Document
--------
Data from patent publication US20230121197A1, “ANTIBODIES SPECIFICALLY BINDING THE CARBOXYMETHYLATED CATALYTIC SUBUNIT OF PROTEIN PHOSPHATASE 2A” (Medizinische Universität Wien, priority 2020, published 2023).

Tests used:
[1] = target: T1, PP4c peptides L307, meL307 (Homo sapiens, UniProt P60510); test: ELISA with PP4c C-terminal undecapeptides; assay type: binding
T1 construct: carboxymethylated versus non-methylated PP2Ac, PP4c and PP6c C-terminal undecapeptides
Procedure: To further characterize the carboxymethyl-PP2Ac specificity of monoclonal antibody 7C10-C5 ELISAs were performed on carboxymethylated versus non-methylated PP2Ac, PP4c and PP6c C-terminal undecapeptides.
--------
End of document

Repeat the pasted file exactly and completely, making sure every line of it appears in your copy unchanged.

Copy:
Data from patent publication US20230121197A1, “ANTIBODIES SPECIFICALLY BINDING THE CARBOXYMETHYLATED CATALYTIC SUBUNIT OF PROTEIN PHOSPHATASE 2A” (Medizinische Universität Wien, priority 2020, published 2023).

Tests used:
[1] = target: T1, PP4c peptides L307, meL307 (Homo sapiens, UniProt P60510); test: ELISA with PP4c C-terminal undecapeptides; assay type: binding
T1 construct: carboxymethylated versus non-methylated PP2Ac, PP4c and PP6c C-terminal undecapeptides
Procedure: To further characterize the carboxymethyl-PP2Ac specificity of monoclonal antibody 7C10-C5 ELISAs were performed on carboxymethylated versus non-methylated PP2Ac, PP4c and PP6c C-terminal undecapeptides.